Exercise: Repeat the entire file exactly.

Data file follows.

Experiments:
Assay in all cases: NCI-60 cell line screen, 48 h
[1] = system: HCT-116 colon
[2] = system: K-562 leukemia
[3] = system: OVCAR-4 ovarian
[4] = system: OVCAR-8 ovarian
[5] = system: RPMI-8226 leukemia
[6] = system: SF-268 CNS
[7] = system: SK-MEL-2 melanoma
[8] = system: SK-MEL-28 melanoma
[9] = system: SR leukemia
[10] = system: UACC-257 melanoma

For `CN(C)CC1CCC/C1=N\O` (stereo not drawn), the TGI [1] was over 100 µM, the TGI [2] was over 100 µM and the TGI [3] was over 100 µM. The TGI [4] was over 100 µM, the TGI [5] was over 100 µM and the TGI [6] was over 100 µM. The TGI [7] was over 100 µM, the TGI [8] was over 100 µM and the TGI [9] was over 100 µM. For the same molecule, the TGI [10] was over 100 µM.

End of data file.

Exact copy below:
Experiments:
Assay in all cases: NCI-60 cell line screen, 48 h
[1] = system: HCT-116 colon
[2] = system: K-562 leukemia
[3] = system: OVCAR-4 ovarian
[4] = system: OVCAR-8 ovarian
[5] = system: RPMI-8226 leukemia
[6] = system: SF-268 CNS
[7] = system: SK-MEL-2 melanoma
[8] = system: SK-MEL-28 melanoma
[9] = system: SR leukemia
[10] = system: UACC-257 melanoma

For `CN(C)CC1CCC/C1=N\O` (stereo not drawn), the TGI [1] was over 100 µM, the TGI [2] was over 100 µM and the TGI [3] was over 100 µM. The TGI [4] was over 100 µM, the TGI [5] was over 100 µM and the TGI [6] was over 100 µM. The TGI [7] was over 100 µM, the TGI [8] was over 100 µM and the TGI [9] was over 100 µM. For the same molecule, the TGI [10] was over 100 µM.